3. “Controlled substances” that are used to manufacture narcotic drugs or psychotropic substances, for example precursor chemicals such as acetic anhydride, ephedrine and pseudoephedrine.
  • ‘Manufactured substances’ category includes drugs such as Amphetamines, methamphetamines, LSD’s
What are the significant aspects of the Act?
  • The Act prescribes quantity-based punishment. The Act differentiates between small and commercial quantities of various drugs such as:
    • Heroin: 5 grams-250 grams
    • Cocaine: 2 grams-100 grams
    • Hashish or Charas: 100 grams-1 kg
    • Opium: 25 grams-2.5 kg
    • Ganja: 1kg-20 kg
  • The Act Criminalize people who use drugs and provide treatment for their relief from National Fund for the Control of Drug Abuse.

Why Marijuana should be legalised?

  • Historic significance of Marijuana in India:
    • In later Vedic literature Atharva Veda mentions Bhang plant as one of the 5 sacred plants and usage of Bhang since ancient times is common during the Hindu festivals of Holi and Mahashivaratri.
    • Indian Hemp Drugs Commission in 1894 recommended against complete ban and found the usage as ancient and religious. (For source)
    • In 1961, India opposed the inclusion of marijuana in the UN Convention on Narcotic Drugs, citing its role in social and religious customs
  • WHO study concluded Marijuana is not as unhealthy compared to alcohol and tobacco products.
    • It implies that the harms associated with marijuana use were greatly overestimated and society should respond to its use through progressive public health policies rather than ban.
  • Magnitude of substance use in India: This is a survey released by the Ministry of Social Justice and Empowerment in 2019, it states that about 2.8 percent of Indians aged 10–75 years (3.1 crore people) were using cannabis in one form or other. (for source)
  • Burden on Executive and Judiciary:
    • Narcotics Control Bureau investigate, interrogate and arrest people with small or miniscule amounts of marijuana and produce them in front of judiciary. It requires huge man power and state exchequer to control small or miniscule amounts of drug usage.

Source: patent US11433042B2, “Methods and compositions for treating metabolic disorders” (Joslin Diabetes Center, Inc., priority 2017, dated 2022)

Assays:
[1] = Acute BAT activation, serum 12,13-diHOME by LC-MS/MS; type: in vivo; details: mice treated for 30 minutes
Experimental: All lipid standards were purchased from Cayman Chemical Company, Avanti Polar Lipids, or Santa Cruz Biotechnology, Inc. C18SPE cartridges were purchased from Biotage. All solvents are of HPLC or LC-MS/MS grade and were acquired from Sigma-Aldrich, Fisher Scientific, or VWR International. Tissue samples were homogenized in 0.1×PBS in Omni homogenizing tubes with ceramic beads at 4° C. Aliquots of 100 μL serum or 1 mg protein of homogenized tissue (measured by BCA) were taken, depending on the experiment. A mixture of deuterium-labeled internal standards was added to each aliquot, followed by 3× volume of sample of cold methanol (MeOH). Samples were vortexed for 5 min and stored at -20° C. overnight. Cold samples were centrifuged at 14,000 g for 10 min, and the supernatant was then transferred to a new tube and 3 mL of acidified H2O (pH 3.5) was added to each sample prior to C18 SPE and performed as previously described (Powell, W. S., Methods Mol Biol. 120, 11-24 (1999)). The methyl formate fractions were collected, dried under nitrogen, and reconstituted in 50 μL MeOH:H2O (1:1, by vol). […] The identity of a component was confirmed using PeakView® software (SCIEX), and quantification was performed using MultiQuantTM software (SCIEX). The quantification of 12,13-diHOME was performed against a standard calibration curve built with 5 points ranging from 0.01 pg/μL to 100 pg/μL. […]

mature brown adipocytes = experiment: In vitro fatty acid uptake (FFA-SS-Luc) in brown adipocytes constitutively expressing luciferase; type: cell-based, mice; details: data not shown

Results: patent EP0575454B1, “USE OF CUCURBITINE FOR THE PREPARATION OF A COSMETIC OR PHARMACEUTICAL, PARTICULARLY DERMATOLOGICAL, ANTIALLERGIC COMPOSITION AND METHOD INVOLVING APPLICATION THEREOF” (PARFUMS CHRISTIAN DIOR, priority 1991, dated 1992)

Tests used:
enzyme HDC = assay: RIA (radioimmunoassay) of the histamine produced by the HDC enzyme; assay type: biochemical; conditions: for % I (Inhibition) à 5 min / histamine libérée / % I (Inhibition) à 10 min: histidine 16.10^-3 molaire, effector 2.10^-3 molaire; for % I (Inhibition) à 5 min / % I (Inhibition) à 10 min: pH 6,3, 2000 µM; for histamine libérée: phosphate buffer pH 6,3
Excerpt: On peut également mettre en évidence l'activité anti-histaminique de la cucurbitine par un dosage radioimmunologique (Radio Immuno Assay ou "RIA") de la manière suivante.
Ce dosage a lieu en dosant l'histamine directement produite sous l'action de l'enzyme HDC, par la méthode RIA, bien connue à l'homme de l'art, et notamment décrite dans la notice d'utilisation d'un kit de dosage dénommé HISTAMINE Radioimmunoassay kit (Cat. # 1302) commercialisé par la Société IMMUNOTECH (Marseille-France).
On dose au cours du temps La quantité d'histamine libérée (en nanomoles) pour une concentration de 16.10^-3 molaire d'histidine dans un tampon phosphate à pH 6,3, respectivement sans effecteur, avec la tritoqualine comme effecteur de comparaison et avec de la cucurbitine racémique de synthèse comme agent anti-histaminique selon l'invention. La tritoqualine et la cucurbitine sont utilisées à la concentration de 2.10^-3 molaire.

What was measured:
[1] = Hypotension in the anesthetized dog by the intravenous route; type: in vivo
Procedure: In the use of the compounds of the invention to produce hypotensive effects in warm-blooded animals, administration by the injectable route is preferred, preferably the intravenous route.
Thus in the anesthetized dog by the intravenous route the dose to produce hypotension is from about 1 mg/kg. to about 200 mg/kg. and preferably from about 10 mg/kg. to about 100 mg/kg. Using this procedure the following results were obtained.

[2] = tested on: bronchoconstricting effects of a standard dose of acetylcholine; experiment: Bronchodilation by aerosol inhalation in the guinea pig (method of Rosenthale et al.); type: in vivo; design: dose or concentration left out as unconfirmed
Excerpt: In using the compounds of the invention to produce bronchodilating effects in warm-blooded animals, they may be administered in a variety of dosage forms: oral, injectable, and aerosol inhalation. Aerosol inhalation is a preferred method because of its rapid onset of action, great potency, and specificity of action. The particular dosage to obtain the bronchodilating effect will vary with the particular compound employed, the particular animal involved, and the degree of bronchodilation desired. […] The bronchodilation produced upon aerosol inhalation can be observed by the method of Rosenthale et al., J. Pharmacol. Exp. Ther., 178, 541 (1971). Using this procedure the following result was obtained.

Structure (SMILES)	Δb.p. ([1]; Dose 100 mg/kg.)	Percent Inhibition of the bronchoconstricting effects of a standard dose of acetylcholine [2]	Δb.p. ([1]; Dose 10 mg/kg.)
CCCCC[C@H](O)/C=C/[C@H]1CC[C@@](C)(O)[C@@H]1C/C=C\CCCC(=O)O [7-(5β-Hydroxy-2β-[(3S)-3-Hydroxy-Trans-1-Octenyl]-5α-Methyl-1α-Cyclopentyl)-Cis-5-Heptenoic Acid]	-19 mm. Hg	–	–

• It leads to wide scope of corruption at lower level of executive which harass people even for petty crimes.
    • By legalising it India can release many young people landed in overcrowded jails whose only crime was using marijuana for fun and free up precious police time and go after the big drug mafias.
  • International wave of legalization of cannabis, based on its medicinal properties and commercial utilities Ex. Uruguay became the first country to fully legalize marijuana in 2013. Then Canada followed the path.Now many states in USA legalised marijuana.
Why Marijuana should stay Illegal? (Financial Express)
  • Short- and long-term side effects of Marijuana
    • Short term side effects may include a short-term memory loss, impaired motor skills, dry mouth and feelings of paranoia or anxiety.
    • In long term addiction, decreased mental ability and behavioural problems in children (when mothers used marijuana during pregnancy)
  • Marijuana is a gateway drug
    • A private study found more than 40% who used marijuana also used other ‘Hard’ drugs.
  • Against the Directive Principles of Article 47 which specifically calls for the prohibition of intoxicating drinks and drugs that are injurious to health
  • Against International Conventions such as 1961 and 1971 UN conventions against Narcotic drugs and Psychotropic substances respectively and also International Opium Convention’ (1925).
  • Difficulty in regulation: The fallouts of pharmaceutical product divergence into cattle market and drugs without prescription can continue in Marijuana too and put India’s younger generation at risk
  • Not have completely proven medical records. For Ex., there is no evidence that cannabis is beneficial when used in diseases such as Crohn’s disease, sleep disorder, glaucoma, etc.

Way forward:

Instead of banning, India at present needs a progressive public health policy which control their use and reduce the harms by focusing on health education, age restrictions for buying, taxation policies, limiting the dose of the active ingredients and access to counselling for those who wish to stop is the need of the hour.